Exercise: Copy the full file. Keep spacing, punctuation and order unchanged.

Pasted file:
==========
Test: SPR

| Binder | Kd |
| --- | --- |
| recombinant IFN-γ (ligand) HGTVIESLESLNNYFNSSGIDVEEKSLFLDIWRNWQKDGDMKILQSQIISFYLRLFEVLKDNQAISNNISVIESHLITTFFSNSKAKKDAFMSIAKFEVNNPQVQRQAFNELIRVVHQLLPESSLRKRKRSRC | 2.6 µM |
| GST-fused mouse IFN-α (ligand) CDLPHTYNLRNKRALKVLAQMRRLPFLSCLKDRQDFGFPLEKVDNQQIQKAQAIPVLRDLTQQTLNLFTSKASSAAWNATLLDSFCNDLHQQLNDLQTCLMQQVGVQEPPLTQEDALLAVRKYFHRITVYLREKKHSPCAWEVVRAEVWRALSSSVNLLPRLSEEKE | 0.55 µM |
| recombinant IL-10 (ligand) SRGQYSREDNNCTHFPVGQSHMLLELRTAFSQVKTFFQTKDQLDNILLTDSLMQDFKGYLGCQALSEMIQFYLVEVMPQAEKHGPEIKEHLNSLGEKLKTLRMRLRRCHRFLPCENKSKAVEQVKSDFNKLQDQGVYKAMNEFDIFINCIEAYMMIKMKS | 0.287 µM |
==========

Test: SPR

| Binder | Kd |
| --- | --- |
| recombinant IFN-γ (ligand) HGTVIESLESLNNYFNSSGIDVEEKSLFLDIWRNWQKDGDMKILQSQIISFYLRLFEVLKDNQAISNNISVIESHLITTFFSNSKAKKDAFMSIAKFEVNNPQVQRQAFNELIRVVHQLLPESSLRKRKRSRC | 2.6 µM |
| GST-fused mouse IFN-α (ligand) CDLPHTYNLRNKRALKVLAQMRRLPFLSCLKDRQDFGFPLEKVDNQQIQKAQAIPVLRDLTQQTLNLFTSKASSAAWNATLLDSFCNDLHQQLNDLQTCLMQQVGVQEPPLTQEDALLAVRKYFHRITVYLREKKHSPCAWEVVRAEVWRALSSSVNLLPRLSEEKE | 0.55 µM |
| recombinant IL-10 (ligand) SRGQYSREDNNCTHFPVGQSHMLLELRTAFSQVKTFFQTKDQLDNILLTDSLMQDFKGYLGCQALSEMIQFYLVEVMPQAEKHGPEIKEHLNSLGEKLKTLRMRLRRCHRFLPCENKSKAVEQVKSDFNKLQDQGVYKAMNEFDIFINCIEAYMMIKMKS | 0.287 µM |